Putting out regular, high-quality content on social media can be tough for any business. But the media and entertainment industry is uniquely positioned to have access to different types of high-quality media which can often be produced in-house to tell an engaging story. Storytelling can breathe life into campaigns that would otherwise be bland or get lost in the noise of social media. By adding an emotive element into messaging and social media content, people can build deeper connections with brands. Using joy, compassion or humour can add personality to a brand in the media and entertainment industry and make them more likeable and relatable on an individual level, which in turn builds brand loyalty.
It is also important for M&E brands to showcase their skills through the content types and mediums that they specialise in, and on the appropriate platforms. If a video production company wanted to build its audience, then using video content on a platform like YouTube or Facebook would make most sense. In the case of a CDN company, behind the scenes content on professional networks like LinkedIn may work better since 80% of b2b social media leads come from LinkedIn.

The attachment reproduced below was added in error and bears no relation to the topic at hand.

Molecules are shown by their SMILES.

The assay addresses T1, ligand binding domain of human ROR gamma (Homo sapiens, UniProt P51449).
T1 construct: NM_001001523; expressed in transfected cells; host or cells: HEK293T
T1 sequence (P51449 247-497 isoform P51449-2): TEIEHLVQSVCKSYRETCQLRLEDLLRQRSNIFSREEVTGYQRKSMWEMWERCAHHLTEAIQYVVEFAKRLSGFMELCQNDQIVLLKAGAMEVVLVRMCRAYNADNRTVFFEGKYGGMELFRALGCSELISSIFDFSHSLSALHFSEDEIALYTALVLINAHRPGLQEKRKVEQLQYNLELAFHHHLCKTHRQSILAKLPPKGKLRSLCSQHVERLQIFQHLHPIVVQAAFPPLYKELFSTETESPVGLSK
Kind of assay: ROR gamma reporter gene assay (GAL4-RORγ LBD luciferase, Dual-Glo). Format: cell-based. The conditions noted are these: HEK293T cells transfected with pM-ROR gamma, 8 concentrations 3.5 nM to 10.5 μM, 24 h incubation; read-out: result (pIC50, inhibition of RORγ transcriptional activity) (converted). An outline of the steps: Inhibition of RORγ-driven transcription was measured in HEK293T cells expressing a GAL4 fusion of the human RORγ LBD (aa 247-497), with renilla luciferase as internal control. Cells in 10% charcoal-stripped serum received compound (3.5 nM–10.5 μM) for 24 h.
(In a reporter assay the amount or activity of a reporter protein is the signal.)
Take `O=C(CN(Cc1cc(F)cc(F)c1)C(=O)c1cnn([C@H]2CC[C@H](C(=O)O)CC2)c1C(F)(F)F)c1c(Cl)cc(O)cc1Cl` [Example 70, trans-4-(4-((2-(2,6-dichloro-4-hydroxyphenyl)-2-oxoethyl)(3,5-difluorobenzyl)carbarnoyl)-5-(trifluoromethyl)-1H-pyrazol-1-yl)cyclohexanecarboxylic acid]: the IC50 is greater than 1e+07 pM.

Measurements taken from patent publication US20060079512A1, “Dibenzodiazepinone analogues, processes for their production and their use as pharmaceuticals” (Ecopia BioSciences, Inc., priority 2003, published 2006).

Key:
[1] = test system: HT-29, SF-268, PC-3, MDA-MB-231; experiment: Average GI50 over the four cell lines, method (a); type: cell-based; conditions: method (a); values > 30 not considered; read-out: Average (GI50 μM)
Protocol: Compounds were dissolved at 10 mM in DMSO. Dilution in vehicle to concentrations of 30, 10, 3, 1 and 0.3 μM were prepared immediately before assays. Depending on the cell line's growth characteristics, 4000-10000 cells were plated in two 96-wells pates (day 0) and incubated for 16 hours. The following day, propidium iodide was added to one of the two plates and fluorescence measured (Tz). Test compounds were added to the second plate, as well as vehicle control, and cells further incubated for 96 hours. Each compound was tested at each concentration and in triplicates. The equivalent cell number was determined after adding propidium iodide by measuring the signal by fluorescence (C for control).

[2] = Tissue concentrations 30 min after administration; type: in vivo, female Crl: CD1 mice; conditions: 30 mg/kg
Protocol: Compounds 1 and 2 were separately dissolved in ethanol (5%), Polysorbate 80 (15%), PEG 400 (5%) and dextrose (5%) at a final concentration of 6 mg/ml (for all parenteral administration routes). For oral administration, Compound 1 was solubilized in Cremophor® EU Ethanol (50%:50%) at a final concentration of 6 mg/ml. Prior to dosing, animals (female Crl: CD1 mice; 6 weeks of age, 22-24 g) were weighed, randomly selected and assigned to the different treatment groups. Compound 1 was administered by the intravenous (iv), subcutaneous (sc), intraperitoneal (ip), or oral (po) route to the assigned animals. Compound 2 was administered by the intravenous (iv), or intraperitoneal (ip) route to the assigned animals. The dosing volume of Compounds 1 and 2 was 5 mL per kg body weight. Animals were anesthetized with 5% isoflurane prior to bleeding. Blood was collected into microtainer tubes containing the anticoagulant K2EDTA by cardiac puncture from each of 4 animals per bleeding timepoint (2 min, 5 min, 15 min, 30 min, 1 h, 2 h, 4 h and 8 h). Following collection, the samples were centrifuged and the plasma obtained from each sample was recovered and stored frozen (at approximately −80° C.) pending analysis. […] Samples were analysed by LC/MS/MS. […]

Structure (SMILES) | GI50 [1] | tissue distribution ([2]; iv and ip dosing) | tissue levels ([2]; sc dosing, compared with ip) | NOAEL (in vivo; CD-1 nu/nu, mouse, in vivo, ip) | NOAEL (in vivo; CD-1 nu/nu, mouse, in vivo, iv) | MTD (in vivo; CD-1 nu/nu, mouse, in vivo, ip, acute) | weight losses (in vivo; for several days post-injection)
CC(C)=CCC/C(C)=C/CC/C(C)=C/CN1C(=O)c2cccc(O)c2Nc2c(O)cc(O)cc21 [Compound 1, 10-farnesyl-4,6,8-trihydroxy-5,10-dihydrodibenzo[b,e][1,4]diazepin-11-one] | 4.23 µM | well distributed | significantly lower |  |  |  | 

Unfortunately, there’s no silver bullet to achieving success on social media. But, by keeping these tactics front of mind, media and entertainment organisations can put themselves in the best position to reach the right audiences and optimise their social media activities.
If you’d like to find out more about our social media or digital marketing services, drop us a line at firstname.lastname@example.org or visit our contact page.